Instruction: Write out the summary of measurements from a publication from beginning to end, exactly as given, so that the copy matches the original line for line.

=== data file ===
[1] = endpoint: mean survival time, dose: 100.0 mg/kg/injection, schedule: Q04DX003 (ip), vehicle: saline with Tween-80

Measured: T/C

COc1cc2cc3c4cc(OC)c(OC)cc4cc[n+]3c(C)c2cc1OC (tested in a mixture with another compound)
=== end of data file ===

[1] = endpoint: mean survival time, dose: 100.0 mg/kg/injection, schedule: Q04DX003 (ip), vehicle: saline with Tween-80

Measured: T/C

COc1cc2cc3c4cc(OC)c(OC)cc4cc[n+]3c(C)c2cc1OC (tested in a mixture with another compound)